With the recently climaxed four-day Nyege Nyege Festival 2022, many attendees have been telling us about their experience. By the looks of it, a lot happened!

Edward Nimusiima, a renowned tweep, Writer and Last Drop Africa Co-founder, gave us a deep dive into his experience at Itanda Falls.

“I saw things. Again. I couldn’t go on Thursday (first day of the fete). I am not that person anymore. I had capitalism to attend to. So, my friends and I turned the noses of our cars and headed to Itanda Falls, Jinja, on a bright Saturday morning.

First, the road! Jesus! I’ve never been here. I was tasked to lead the convoy of my friends’ cars to a place I know nothing about. I drove.

We drove. Passed waving villagers and shanty towns abandoned at the bottom chain of civilisation. We arrived.

One of the revelers blows a whistle during enjoyments (Photo: Bwette Photography) Credit: Bwette Photography

I saw a marketplace at the entrance of the festival. Everyone is trying to sell you something. A rolex. A ticket. Boots. Sunglasses. More sunglasses. A parking slot. And lies. Everyone’s trying to earn a shilling.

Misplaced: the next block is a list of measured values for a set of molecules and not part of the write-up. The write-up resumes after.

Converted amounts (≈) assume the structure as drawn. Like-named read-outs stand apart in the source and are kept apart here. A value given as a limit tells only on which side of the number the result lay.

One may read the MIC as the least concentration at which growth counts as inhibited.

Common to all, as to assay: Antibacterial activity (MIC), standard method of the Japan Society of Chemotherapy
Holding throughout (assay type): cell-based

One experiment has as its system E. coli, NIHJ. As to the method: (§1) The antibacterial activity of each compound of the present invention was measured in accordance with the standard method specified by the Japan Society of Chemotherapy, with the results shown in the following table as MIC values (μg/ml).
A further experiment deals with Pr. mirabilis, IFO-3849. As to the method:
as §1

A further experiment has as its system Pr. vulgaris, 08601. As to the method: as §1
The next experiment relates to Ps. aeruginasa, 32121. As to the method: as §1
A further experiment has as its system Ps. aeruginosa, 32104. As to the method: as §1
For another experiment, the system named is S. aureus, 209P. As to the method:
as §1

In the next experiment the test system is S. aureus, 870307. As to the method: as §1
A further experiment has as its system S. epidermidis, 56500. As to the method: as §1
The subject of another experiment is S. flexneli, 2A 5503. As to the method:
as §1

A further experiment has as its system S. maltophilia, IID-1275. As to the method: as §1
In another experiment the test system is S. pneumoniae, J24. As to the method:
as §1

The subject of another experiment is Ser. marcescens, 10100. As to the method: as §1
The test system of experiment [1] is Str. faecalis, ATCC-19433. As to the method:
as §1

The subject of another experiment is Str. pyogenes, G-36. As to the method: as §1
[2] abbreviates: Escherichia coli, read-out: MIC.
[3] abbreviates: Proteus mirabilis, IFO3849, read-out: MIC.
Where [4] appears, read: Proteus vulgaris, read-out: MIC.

Also Read: Nyege 2022 Diary: Hon. Rebecca Kadaga endorses festival, mixed reviews | Day Four

I saw a melting pot of the economy. Money exchanging hands. I saw thousands of swaying, wigged-out happy campers. Washing their hangovered faces at the patio of their little tents. Others carrying a dank of sleeping bags, relocating to a fancier tree.

A smell of nostalgia hangs heavy here. I saw happy festival goers. People were like sleepwalking commuters. Utterly slaughtered, clapped & mullered.

A stream of humanity snaked through the festival looking for a noisier place, a lost friend, a potential lover, a bite or a refill. I saw lost friends and made merry. I saw hundreds of vendors (inside the festival) pushing commerce, selling stuff.

Anything goes in here. You turn around and there’s something to buy.

I saw people dance. Even when it drizzled, I saw people stomp the mud. It was like an open audition of a dance competition. I saw a former Speaker of Parliament. I saw a barrage of musicians. I saw all races. All faces. I saw all fashion styles. I saw all types of ‘intoxicants’.

But most importantly, I saw happiness. Hidden joy. A sea of humanity bundled under a green canopy, here for one thing – to eat party.

I saw a festival triumph over a blizzard of mockery and a storm of ridicule. I saw things. Again.”

Josh Ruby is an Editor with high interest and knowledge in the Ugandan entertainment space, an industry he has been actively part of since 2010. Leads to breaking stories are welcome!

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